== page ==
Sunday, December 28, 2008

A Dickens of a Dilemma - The Liquify Tool

So, if you read this blog or know me, you probably have heard or see by my recent posts that I'm trying to do more portraits and people photos. While pelicans in flight are still near and dear to my heart, it's time to branch out into the world of lighting and models. With that comes the pretty ominous task of facial retouching and postprocessing, or more specifically how much is acceptable? I posted the photo above left about two weeks ago --- a perfectly lovely young girl who Larry and I photographed at Dickens on the Strand. The photo on the right? Well, there's this tool in Photoshop called the Liquify tool, and it's not one that I use too often on pelicans. Literally, with a couple of clicks of the mouse you can take 15 pounds off the subject. Now, I ask: is it practical for the portrait photographer to do this to every shot? Would it increase your business if you were making a living from this or would it just increase your workload with no real payback? Would subjects be so thrilled, would you get more business? Anyway, I'd love to hear your opinions about this dilemma, and if you're a portrait photographer how you handle this. Please click to see the full size version, and feel free to comment...

Friday, December 26, 2008

In the Street at Dickens on the Strand

Here's another photo from Dickens on the Strand - a policeman who was in the middle of the street on a stand, high above the crowd. The old building facade behind him made for a nice background (shot at f/2.8). When you really study the scene you realize how good digital cameras are these days - white beard, black hat and coat, very dark glasses --- in full sun with a mixture of neutrals and colors in the background. If that's not a lot to throw at in-camera metering I don't know what is --- all at f/2.8. The only thing done was to add a little fill light in Camera Raw to bring out the shadows under the brim of his hat.

Saturday, December 20, 2008

In the Alley at Dickens on the Strand

Here's another photo from Dickens on the Strand in Galveston - probably my favorite of the day. This gentleman was sitting on the curb eating his lunch when Larry and I pounced on him, right after we had shot the girl in the pink hat that I posted a few days ago. That alley made for some great backgrounds, and he was so cooperative letting us take a few photos. Again, the same light setup was used, a Nikon SB800 off to the right shot through a soft box. I thought this almost looked like the light was snooted, but probably is because of his dark clothes and hat and the relative ambient dark alley behind him. Black and white conversion was done with Nik Silver Efex Pro with a selenium tint. Click to see the larger version -- it's worth it. I'm also posting the color version below. I'd be interested to hear which you like better in the comments.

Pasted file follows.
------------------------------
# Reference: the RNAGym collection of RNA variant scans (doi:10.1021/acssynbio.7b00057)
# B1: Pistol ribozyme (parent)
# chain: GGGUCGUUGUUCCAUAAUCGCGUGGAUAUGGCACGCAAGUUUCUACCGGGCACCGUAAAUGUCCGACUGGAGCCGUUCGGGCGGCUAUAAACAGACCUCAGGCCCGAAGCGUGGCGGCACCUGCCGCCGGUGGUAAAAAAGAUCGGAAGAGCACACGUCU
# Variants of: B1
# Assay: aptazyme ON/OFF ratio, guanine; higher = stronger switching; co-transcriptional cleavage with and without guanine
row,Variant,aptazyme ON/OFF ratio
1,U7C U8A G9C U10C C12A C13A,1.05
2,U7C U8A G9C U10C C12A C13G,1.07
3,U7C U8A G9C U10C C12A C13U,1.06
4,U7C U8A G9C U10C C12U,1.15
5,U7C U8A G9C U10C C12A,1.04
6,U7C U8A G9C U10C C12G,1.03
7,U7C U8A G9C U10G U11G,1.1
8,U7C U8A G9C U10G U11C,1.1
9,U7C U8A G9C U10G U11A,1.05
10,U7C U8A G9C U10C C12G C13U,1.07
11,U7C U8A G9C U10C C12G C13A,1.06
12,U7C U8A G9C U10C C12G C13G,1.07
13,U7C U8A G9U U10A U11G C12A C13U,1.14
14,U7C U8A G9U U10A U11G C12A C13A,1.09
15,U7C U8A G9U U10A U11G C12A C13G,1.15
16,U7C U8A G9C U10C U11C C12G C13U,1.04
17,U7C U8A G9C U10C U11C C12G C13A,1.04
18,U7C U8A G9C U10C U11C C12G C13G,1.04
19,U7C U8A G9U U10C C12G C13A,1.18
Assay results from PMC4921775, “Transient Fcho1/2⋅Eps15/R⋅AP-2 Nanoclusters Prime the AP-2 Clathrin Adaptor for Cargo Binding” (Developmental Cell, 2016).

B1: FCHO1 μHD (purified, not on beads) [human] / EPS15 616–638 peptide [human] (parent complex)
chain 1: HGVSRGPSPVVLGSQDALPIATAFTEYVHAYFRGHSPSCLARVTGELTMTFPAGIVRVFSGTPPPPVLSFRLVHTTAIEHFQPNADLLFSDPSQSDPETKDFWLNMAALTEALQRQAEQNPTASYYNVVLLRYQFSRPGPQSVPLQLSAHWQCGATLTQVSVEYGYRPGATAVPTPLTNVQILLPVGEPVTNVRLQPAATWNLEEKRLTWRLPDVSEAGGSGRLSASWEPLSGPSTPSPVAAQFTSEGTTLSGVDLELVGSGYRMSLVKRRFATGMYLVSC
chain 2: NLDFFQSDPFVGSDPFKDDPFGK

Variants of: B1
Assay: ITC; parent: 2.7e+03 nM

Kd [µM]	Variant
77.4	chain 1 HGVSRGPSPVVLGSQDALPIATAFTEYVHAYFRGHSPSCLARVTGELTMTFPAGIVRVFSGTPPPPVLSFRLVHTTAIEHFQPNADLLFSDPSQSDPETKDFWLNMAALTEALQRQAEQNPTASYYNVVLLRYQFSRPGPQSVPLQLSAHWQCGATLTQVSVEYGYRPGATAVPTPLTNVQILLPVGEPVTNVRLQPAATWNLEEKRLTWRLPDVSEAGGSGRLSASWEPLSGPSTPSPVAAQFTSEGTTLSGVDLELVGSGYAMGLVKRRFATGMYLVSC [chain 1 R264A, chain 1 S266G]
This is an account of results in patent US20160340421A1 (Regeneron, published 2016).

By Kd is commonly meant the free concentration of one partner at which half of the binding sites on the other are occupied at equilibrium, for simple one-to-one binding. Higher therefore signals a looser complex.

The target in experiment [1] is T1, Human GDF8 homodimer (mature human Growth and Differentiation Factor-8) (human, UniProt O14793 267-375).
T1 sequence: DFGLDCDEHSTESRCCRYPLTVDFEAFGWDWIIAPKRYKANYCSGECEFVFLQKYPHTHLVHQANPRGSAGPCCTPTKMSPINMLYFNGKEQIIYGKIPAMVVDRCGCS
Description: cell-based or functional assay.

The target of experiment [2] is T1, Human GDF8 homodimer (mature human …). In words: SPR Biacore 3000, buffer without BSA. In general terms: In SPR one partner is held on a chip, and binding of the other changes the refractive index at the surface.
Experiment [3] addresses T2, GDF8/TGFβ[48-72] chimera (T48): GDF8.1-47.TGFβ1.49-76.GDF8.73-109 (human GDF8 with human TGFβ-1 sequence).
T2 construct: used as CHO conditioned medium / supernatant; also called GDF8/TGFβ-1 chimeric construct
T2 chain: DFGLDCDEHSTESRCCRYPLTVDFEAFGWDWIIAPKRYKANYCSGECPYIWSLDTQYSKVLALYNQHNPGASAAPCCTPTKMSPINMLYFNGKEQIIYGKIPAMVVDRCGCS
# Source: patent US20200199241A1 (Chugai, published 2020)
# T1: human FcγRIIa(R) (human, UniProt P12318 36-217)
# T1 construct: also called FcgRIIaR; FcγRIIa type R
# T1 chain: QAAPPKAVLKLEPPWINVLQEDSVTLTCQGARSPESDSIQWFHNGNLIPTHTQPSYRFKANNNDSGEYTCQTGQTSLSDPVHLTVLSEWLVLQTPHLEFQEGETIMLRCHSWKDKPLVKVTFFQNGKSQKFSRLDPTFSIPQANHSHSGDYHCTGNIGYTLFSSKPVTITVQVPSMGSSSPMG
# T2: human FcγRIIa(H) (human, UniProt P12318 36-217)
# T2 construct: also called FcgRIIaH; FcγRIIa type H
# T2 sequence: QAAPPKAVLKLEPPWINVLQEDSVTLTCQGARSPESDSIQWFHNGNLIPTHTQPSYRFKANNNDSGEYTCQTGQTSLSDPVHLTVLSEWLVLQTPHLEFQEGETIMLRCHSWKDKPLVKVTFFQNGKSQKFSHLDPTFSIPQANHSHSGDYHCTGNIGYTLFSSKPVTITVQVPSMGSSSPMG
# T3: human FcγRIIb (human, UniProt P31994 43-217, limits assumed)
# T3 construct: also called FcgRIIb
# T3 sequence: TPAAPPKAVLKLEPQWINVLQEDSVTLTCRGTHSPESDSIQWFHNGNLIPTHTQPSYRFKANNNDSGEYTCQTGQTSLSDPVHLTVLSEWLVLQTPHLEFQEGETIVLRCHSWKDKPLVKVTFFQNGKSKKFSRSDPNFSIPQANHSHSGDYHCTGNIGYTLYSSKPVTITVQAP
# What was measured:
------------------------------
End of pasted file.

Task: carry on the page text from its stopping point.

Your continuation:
Thursday, December 18, 2008

Dickens on the Strand

Above is another photo from Dickens on the Strand, now almost two weeks ago. Setup was identical to the previous post - a single SB800 flash shot through a small softbox. This woman was nice enough to forward a photo taken by her husband of Larry and me in the act (below). I told Larry, "we almost look like we know what we're doing."

Monday, December 15, 2008

Dickens on the Strand

This photo was taken at Dickens on the Strand a week ago Saturday in Galveston. This is an annual festival on the island celebrating Victorian London and ringing in the Christmas season here in the Houston-Galveston area. My shooting partner, Larry Patrick, and I were using the same flash setup we used at the Renaissance Festival about a month ealier - a single Nikon SB800 flash shot through a small softbox triggered wirelessly with Alien Bees remotes. He'd shoot, and I'd run the flash; and then we'd switch off. This one young lady was heading quickly down the alley when we stopped her and asked to take her photo. I'm pretty sure she didn't know what to think of the two of us when we first approached her, but I think she liked the results. Anyway, it's truly amazing that so many people are willing to stop and spend a few minutes letting you take their photo. It's a great learning experience for aspiring portrait photographers - setting up a light and quickly composing a shot in a very short amount of time.

Thursday, December 11, 2008

abstraction #5

This abstraction involved moving the camera diagonally while photographing a shoreline of reeds at Armand Bayou.

Monday, December 8, 2008

abstraction #4

This photo was taken along Armand Bayou, and the effect was achieved by rocking the camera vertically during the exposure. Color tweaks and vignetting were added in Photoshop.